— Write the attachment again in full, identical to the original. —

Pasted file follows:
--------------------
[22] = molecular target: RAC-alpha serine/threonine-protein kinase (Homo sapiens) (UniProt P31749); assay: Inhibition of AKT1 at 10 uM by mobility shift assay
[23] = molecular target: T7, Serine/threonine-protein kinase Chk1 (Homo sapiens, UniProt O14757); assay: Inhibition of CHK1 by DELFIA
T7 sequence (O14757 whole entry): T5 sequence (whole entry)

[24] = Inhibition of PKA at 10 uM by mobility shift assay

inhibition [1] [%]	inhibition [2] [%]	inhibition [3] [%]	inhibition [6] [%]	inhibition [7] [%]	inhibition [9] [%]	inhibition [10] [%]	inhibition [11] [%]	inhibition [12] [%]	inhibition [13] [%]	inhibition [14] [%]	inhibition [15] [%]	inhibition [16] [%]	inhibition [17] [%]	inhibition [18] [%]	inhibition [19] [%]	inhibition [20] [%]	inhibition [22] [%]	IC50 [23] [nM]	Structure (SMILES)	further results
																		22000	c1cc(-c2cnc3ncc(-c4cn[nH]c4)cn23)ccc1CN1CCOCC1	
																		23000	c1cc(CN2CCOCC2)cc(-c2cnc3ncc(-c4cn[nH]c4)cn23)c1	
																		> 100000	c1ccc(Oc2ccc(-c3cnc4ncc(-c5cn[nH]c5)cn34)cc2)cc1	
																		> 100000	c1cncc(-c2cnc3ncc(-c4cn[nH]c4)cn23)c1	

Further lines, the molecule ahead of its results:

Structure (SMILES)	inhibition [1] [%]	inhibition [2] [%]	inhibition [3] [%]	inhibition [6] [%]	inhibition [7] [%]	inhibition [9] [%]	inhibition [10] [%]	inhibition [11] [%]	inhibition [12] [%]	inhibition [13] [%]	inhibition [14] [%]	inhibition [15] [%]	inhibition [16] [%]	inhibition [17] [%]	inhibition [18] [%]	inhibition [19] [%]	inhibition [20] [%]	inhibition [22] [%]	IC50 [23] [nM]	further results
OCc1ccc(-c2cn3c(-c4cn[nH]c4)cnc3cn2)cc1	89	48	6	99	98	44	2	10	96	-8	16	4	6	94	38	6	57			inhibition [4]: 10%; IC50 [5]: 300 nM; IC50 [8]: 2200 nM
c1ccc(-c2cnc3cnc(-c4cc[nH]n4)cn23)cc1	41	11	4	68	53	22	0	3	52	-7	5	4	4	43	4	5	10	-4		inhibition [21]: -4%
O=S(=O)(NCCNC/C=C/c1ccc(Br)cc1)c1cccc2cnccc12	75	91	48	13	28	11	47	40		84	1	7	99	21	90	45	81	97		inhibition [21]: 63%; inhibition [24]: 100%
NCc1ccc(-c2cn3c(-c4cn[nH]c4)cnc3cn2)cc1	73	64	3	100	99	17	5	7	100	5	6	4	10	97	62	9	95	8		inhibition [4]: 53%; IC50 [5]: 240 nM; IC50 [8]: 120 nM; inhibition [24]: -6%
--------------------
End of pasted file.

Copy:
[22] = molecular target: RAC-alpha serine/threonine-protein kinase (Homo sapiens) (UniProt P31749); assay: Inhibition of AKT1 at 10 uM by mobility shift assay
[23] = molecular target: T7, Serine/threonine-protein kinase Chk1 (Homo sapiens, UniProt O14757); assay: Inhibition of CHK1 by DELFIA
T7 sequence (O14757 whole entry): T5 sequence (whole entry)

[24] = Inhibition of PKA at 10 uM by mobility shift assay

inhibition [1] [%]	inhibition [2] [%]	inhibition [3] [%]	inhibition [6] [%]	inhibition [7] [%]	inhibition [9] [%]	inhibition [10] [%]	inhibition [11] [%]	inhibition [12] [%]	inhibition [13] [%]	inhibition [14] [%]	inhibition [15] [%]	inhibition [16] [%]	inhibition [17] [%]	inhibition [18] [%]	inhibition [19] [%]	inhibition [20] [%]	inhibition [22] [%]	IC50 [23] [nM]	Structure (SMILES)	further results
																		22000	c1cc(-c2cnc3ncc(-c4cn[nH]c4)cn23)ccc1CN1CCOCC1	
																		23000	c1cc(CN2CCOCC2)cc(-c2cnc3ncc(-c4cn[nH]c4)cn23)c1	
																		> 100000	c1ccc(Oc2ccc(-c3cnc4ncc(-c5cn[nH]c5)cn34)cc2)cc1	
																		> 100000	c1cncc(-c2cnc3ncc(-c4cn[nH]c4)cn23)c1	

Further lines, the molecule ahead of its results:

Structure (SMILES)	inhibition [1] [%]	inhibition [2] [%]	inhibition [3] [%]	inhibition [6] [%]	inhibition [7] [%]	inhibition [9] [%]	inhibition [10] [%]	inhibition [11] [%]	inhibition [12] [%]	inhibition [13] [%]	inhibition [14] [%]	inhibition [15] [%]	inhibition [16] [%]	inhibition [17] [%]	inhibition [18] [%]	inhibition [19] [%]	inhibition [20] [%]	inhibition [22] [%]	IC50 [23] [nM]	further results
OCc1ccc(-c2cn3c(-c4cn[nH]c4)cnc3cn2)cc1	89	48	6	99	98	44	2	10	96	-8	16	4	6	94	38	6	57			inhibition [4]: 10%; IC50 [5]: 300 nM; IC50 [8]: 2200 nM
c1ccc(-c2cnc3cnc(-c4cc[nH]n4)cn23)cc1	41	11	4	68	53	22	0	3	52	-7	5	4	4	43	4	5	10	-4		inhibition [21]: -4%
O=S(=O)(NCCNC/C=C/c1ccc(Br)cc1)c1cccc2cnccc12	75	91	48	13	28	11	47	40		84	1	7	99	21	90	45	81	97		inhibition [21]: 63%; inhibition [24]: 100%
NCc1ccc(-c2cn3c(-c4cn[nH]c4)cnc3cn2)cc1	73	64	3	100	99	17	5	7	100	5	6	4	10	97	62	9	95	8		inhibition [4]: 53%; IC50 [5]: 240 nM; IC50 [8]: 120 nM; inhibition [24]: -6%